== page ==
Guest column: U.S. must aid tomato growers in trade dispute with Mexico

For the past few decades the United States tomato industry has been under attack by the unfair trading practices of the Mexican tomato industry.

It has been an established tenet of American trade regulations that foreign industries are not allowed to sell products into the United States below their cost of production.

Such unfair practices often result in the domestic suppliers being forced out of business.

In 1996, the U.S. tomato industry brought a dumping action against the Mexican tomato industry to end their practice of selling tomatoes into the United States below their cost of production. A settlement was reached that resulted in the Suspension Agreement, which has been in place for the last 16 years.

According to the terms of the Suspension Agreement, Mexican growers were forbidden from shipping into the United States at prices below 21 cents per pound.

Over the past 16 years, the Mexican tomato growers have continued to ship tomatoes into the United States market at prices far below their cost of production. The target rate of 21 cents per pound would be 42 cents per pound if adjusted for inflation.

The dumping of Mexican tomatoes into the U.S. market has resulted in numerous American family farms being forced to close because they could not compete with Mexican growers.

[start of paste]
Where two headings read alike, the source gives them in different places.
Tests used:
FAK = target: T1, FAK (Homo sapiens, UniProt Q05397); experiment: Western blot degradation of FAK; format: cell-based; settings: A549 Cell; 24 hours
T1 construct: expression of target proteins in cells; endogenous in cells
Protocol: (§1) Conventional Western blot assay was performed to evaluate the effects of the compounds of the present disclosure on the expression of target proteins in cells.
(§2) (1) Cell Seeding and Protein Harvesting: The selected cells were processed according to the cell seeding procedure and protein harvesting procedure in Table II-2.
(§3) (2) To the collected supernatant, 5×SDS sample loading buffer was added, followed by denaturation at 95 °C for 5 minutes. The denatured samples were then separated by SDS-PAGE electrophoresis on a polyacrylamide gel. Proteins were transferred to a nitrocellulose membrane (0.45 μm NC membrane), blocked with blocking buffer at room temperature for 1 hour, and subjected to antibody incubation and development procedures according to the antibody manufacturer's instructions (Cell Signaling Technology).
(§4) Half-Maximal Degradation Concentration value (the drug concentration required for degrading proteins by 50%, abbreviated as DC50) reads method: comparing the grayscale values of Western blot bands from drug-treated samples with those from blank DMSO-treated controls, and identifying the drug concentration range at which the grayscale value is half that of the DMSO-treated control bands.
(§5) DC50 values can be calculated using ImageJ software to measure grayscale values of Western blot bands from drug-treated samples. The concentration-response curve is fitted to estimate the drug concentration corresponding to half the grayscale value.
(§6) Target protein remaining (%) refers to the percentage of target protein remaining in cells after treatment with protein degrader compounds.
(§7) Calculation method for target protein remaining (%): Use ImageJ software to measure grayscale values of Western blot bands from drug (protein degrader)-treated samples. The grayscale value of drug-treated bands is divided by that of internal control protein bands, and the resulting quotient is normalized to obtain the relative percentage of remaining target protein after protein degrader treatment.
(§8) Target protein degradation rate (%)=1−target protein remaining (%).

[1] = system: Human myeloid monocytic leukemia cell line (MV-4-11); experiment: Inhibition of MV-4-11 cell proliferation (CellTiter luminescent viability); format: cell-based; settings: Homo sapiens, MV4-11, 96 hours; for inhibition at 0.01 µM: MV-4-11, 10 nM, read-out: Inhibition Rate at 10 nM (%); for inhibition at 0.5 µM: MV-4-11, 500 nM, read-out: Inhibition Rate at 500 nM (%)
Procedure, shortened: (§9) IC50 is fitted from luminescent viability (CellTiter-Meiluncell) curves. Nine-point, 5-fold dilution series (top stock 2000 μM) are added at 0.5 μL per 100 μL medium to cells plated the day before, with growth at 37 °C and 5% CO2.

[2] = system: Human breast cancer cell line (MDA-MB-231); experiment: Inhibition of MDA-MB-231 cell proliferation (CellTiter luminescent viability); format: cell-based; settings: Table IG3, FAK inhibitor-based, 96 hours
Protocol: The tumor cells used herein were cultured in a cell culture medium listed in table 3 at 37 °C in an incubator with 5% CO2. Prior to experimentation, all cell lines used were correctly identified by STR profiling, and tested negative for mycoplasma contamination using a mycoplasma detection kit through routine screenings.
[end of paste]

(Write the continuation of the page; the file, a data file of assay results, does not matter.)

During this time period, tomato acreage in Florida has decreased by nearly 40 percent while Mexican tomato acreage has increased by approximately 300 percent.

The U.S. Commerce Department, which was charged with enforcing the Suspension Agreement, has been unable to halt the Mexican unfair trading practices. In order for American tomato growers to pursue a unfair trade practice claim against the Mexican growers, the Commerce Department must lift the Suspension Agreement.

A domestic agriculture industry is a major component of a strong national defense. The U.S. tomato industry is heavily regulated and as a result supplies vegetables that are safe for consumption by our families.

In Manatee County, the tomato industry is a creator of many primary and contingent jobs that pour millions of dollars into our economy. Additionally, over the past decades the tomato industry has been a strong financial supporter of numerous local charitable institutions.

The U.S. industry is not afraid of fair competition with Mexico. We know we can compete with their low wages by the efficiencies we have in our production practices.

Unfair competition, however, will result in a single foreign supply for our nations' vegetable consumption. This is not the American way.

The U.S. tomato industry -- which comprises growers from Florida to New Jersey, from Tennessee to California -- has joined together in this fight.

We call upon Francisco Sanchez, a Florida native and President Obama's point man on the issue, to allow the Suspension Agreement to be lifted.

Bob Spencer, is the president of Palmetto-based West Coast Tomato and vice president of the Florida Tomato Exchange, a trade association.